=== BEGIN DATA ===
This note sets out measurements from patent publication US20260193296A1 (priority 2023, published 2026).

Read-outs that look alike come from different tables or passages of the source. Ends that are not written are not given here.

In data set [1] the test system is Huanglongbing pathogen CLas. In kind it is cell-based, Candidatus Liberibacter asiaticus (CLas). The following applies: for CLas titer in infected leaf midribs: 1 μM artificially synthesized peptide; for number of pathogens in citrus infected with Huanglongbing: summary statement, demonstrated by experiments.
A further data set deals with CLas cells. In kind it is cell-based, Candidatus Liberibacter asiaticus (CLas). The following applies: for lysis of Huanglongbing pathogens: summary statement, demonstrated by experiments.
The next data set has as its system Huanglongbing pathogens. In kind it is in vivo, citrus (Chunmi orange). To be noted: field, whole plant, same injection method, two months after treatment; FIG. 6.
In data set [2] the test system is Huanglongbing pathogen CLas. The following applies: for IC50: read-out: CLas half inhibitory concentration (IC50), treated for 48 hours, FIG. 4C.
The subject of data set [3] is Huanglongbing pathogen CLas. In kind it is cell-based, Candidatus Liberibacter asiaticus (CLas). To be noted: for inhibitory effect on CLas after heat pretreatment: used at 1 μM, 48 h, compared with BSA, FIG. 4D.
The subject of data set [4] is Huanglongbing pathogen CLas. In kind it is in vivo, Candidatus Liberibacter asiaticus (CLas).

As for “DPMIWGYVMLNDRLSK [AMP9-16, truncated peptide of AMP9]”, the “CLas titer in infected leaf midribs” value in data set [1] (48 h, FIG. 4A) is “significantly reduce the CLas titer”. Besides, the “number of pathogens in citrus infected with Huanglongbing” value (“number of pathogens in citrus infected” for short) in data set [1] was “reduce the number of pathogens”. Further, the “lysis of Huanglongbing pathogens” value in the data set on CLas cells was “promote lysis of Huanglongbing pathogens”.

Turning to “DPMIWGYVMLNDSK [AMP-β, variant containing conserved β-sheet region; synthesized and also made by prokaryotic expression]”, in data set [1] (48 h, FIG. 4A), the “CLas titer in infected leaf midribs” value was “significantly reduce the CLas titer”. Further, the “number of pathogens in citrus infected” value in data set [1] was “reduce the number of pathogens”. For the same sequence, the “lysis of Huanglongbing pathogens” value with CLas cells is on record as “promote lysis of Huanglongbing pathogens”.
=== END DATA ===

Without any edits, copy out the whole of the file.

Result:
This note sets out measurements from patent publication US20260193296A1 (priority 2023, published 2026).

Read-outs that look alike come from different tables or passages of the source. Ends that are not written are not given here.

In data set [1] the test system is Huanglongbing pathogen CLas. In kind it is cell-based, Candidatus Liberibacter asiaticus (CLas). The following applies: for CLas titer in infected leaf midribs: 1 μM artificially synthesized peptide; for number of pathogens in citrus infected with Huanglongbing: summary statement, demonstrated by experiments.
A further data set deals with CLas cells. In kind it is cell-based, Candidatus Liberibacter asiaticus (CLas). The following applies: for lysis of Huanglongbing pathogens: summary statement, demonstrated by experiments.
The next data set has as its system Huanglongbing pathogens. In kind it is in vivo, citrus (Chunmi orange). To be noted: field, whole plant, same injection method, two months after treatment; FIG. 6.
In data set [2] the test system is Huanglongbing pathogen CLas. The following applies: for IC50: read-out: CLas half inhibitory concentration (IC50), treated for 48 hours, FIG. 4C.
The subject of data set [3] is Huanglongbing pathogen CLas. In kind it is cell-based, Candidatus Liberibacter asiaticus (CLas). To be noted: for inhibitory effect on CLas after heat pretreatment: used at 1 μM, 48 h, compared with BSA, FIG. 4D.
The subject of data set [4] is Huanglongbing pathogen CLas. In kind it is in vivo, Candidatus Liberibacter asiaticus (CLas).

As for “DPMIWGYVMLNDRLSK [AMP9-16, truncated peptide of AMP9]”, the “CLas titer in infected leaf midribs” value in data set [1] (48 h, FIG. 4A) is “significantly reduce the CLas titer”. Besides, the “number of pathogens in citrus infected with Huanglongbing” value (“number of pathogens in citrus infected” for short) in data set [1] was “reduce the number of pathogens”. Further, the “lysis of Huanglongbing pathogens” value in the data set on CLas cells was “promote lysis of Huanglongbing pathogens”.

Turning to “DPMIWGYVMLNDSK [AMP-β, variant containing conserved β-sheet region; synthesized and also made by prokaryotic expression]”, in data set [1] (48 h, FIG. 4A), the “CLas titer in infected leaf midribs” value was “significantly reduce the CLas titer”. Further, the “number of pathogens in citrus infected” value in data set [1] was “reduce the number of pathogens”. For the same sequence, the “lysis of Huanglongbing pathogens” value with CLas cells is on record as “promote lysis of Huanglongbing pathogens”.